Cariboo Tour 2009
Some say that a little adversity will often bond a group of people
We gathered on Friday evening August 28th for an introductory and safety
Eighteen rowers (19 including our faithful safety boat operator, Billy!)
On Saturday morning we gathered at 6:30 a.m. on the
We rowed the full length of this large wilderness lake—forested right to
On Sunday our rowing adventure began early again, but this day we had an adventurous “commute” through the backroads from Bridge Lake to Roserim Beach on Canim Lake. Our unique caravan, including the truck pulling the boat trailer, the Tracker carrying our safety boat, and four more vehicles, snaked along the dirt/gravel road past a number of scenic lakes in the early hours of Sunday. Before most people were awake in the campsite on Drewry Lake, midway to Canim Lake, we stopped for a break alongside the road. No doubt they were awake by the time we left! Roserim Beach was a site to behold that morning, silver blue flat water as far as they eye could see. We rigged and launched as the lake lapped gently on the pebbly shoreline. I have never seen Canim Lake so calm and so gentle as that day. Rowing for close to 35 km that day was a treat, with the breeze gently disturbing the surface of the lake once in a while, only causing wrinkles in the water’s surface. Our morning break was on a vast expanse of sandy beach where Canim Creek flows into the lake. It was an easy spot to bring the touring boats in, and dig out our snacks from our dry sacks in the hulls. Life could not be better on any given Sunday morning in August...!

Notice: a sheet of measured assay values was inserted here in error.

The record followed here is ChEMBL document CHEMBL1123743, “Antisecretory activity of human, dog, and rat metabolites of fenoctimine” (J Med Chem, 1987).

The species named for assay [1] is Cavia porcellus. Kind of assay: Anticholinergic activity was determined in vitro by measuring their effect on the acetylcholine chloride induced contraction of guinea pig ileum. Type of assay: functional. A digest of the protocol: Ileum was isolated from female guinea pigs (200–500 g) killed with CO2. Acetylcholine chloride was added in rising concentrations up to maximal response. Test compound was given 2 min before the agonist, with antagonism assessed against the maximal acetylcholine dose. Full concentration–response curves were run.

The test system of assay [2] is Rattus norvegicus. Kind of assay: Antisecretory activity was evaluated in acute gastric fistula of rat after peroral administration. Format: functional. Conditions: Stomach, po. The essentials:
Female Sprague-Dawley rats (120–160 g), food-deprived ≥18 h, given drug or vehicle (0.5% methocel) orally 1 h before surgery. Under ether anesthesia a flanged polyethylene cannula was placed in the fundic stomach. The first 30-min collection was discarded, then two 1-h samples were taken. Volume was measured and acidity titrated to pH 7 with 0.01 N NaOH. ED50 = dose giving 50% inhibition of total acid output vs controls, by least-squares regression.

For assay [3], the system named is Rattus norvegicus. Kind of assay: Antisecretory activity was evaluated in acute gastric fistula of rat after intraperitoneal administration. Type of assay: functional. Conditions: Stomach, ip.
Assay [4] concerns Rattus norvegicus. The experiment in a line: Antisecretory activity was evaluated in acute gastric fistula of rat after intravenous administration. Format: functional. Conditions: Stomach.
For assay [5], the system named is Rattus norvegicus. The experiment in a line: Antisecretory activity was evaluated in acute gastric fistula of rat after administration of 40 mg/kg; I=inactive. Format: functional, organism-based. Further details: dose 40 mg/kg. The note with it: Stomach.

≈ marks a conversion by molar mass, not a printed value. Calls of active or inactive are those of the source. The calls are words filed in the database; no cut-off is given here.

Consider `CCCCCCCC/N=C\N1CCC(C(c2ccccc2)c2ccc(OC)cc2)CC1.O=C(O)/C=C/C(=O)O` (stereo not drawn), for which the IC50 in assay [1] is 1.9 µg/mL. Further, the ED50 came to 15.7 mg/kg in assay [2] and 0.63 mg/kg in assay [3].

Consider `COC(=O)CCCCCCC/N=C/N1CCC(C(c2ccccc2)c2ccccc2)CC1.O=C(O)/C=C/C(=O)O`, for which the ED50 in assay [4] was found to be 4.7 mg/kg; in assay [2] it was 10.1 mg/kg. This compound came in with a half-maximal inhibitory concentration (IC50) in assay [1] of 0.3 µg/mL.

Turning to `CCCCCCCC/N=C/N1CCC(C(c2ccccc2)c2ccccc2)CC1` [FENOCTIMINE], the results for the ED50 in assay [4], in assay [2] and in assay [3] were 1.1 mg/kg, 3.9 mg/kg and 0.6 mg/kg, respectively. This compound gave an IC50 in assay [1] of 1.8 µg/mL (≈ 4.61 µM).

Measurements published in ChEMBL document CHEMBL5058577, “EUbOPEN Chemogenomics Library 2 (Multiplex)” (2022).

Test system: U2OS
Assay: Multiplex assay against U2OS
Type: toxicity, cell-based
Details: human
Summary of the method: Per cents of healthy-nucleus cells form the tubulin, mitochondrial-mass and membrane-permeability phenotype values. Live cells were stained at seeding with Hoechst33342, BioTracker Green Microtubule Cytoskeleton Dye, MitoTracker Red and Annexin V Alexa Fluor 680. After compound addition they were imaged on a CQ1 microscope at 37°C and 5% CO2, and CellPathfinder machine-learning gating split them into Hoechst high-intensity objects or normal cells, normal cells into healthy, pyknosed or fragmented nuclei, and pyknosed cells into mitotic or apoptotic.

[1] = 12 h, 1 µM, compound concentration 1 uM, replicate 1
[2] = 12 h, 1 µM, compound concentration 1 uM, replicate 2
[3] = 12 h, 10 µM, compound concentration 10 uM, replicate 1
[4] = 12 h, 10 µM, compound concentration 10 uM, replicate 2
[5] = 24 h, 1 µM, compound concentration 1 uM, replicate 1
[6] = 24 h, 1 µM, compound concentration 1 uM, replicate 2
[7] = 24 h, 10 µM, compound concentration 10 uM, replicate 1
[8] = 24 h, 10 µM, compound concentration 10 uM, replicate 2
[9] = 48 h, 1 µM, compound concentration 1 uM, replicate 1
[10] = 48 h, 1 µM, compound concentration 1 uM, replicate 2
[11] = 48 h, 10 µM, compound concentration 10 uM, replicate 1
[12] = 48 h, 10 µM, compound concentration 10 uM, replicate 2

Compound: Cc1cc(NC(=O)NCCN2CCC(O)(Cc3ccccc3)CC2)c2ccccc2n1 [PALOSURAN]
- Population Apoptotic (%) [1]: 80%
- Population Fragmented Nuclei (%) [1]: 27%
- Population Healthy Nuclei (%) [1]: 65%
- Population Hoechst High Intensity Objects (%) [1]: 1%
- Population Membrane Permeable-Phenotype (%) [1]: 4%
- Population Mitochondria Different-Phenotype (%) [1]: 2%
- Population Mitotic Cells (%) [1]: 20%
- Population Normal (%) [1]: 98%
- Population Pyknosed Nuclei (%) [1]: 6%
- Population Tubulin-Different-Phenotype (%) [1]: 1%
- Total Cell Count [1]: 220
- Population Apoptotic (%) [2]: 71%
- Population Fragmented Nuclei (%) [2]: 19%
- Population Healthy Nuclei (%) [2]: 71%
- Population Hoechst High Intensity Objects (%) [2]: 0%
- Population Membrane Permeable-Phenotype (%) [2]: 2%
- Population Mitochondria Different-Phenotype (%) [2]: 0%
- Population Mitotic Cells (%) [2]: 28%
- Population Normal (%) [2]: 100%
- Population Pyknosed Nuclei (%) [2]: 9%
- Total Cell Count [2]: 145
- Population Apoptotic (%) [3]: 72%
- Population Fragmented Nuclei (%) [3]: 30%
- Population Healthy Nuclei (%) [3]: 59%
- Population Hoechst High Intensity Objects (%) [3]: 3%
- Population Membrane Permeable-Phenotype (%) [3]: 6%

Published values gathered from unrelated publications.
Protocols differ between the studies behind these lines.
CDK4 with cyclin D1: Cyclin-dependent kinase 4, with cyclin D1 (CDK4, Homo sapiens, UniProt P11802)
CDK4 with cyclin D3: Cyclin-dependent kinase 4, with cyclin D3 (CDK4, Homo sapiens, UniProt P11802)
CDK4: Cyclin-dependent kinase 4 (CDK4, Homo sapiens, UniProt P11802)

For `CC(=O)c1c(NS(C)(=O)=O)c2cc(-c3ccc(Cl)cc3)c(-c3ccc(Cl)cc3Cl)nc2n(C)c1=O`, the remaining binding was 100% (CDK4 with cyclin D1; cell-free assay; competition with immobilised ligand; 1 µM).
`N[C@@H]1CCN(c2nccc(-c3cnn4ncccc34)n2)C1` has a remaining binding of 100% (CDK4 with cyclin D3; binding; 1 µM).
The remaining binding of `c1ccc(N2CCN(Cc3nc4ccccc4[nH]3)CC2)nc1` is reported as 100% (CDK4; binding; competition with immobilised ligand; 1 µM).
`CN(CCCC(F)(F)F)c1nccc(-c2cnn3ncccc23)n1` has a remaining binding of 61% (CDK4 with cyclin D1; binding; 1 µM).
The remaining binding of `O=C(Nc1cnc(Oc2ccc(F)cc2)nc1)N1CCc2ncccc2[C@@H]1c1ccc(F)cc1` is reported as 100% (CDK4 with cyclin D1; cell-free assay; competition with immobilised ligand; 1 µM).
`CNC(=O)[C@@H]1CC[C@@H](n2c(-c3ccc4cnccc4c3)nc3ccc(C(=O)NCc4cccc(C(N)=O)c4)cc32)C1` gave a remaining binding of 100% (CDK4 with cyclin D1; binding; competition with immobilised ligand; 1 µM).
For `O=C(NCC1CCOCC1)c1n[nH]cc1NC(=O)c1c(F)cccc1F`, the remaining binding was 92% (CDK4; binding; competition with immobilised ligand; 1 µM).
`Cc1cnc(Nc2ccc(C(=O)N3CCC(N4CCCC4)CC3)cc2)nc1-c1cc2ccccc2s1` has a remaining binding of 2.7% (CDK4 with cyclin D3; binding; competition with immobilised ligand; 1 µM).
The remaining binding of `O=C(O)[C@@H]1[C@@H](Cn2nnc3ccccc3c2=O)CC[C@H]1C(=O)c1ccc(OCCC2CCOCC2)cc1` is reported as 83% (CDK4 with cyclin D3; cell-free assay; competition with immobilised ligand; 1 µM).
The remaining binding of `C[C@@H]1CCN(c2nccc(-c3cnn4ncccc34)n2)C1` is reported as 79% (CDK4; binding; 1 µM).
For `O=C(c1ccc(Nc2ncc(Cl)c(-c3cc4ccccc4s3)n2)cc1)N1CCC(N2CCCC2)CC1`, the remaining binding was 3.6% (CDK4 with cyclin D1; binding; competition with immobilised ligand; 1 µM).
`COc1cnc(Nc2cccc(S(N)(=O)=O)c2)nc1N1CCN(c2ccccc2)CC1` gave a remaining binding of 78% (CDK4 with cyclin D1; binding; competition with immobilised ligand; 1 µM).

Part of the row on Canim Lake felt like being on another planet. There was a haze of smoke in the air from forest fires burning in the area, which turned the water and air to a silvery blue. The hills on Canim’s shore faded from forest green to misty blue/green, and the mountains from Wells Grey Park looked more like the gradations of silver blue you find on the west coast. And the water--like silver frosting on a very large cake--stayed so smooth and surreal, completely unlike the Canim Lake I have known for 30 years! We were gifted with another amazing day. It was truly sublime to be there with great people, great water, and doing great things. Yes, bums got a little sore in the seats over those many kilometres, but we discovered the solution to that problem.....with a little ingenuity! Touring boats are the best!
Each day our return to home base at Bridge Lake always allowed time for a cold drink, a much-needed shower, or a nap, before gathering together again in the evening. Some of us shared dinner time together at our “canopy site” lit by Christmas lights suspended from above(created because of the total campfire ban in place in the Cariboo)! More participants would continue to gather after dinner and we talked and visited, and laughed about the day. These times are the best parts of a rowing tour: time for us to expand our friendships, and enrich each of our experiences. What an amazing group of people!
Monday morning we had a more leisurely start to the day and rowed about 16 km on Bridge Lake—rowing to the Provincial Park and back to the resort—with time to de-rig and clean the boats before loading them on the trailer to return home. A few goodbyes took place beside the loaded trailer, just before the first two people who had the longest drive ahead pulled out of the driveway at the resort. The rest of us completed our packing, and shared our lunch together at our canopy site once again. There were more farewells after lunch, and many more words of gratitude for our remarkable rowing tour experience.
Some of our pictures capture the essence of the Cariboo Rowing Tour more than any words possibly could. Have a look at the faces—this is the kind of journey we had, while rowing nearly 80 km in 3 days!
--Brenda Jenkins, South Cariboo Rowing Club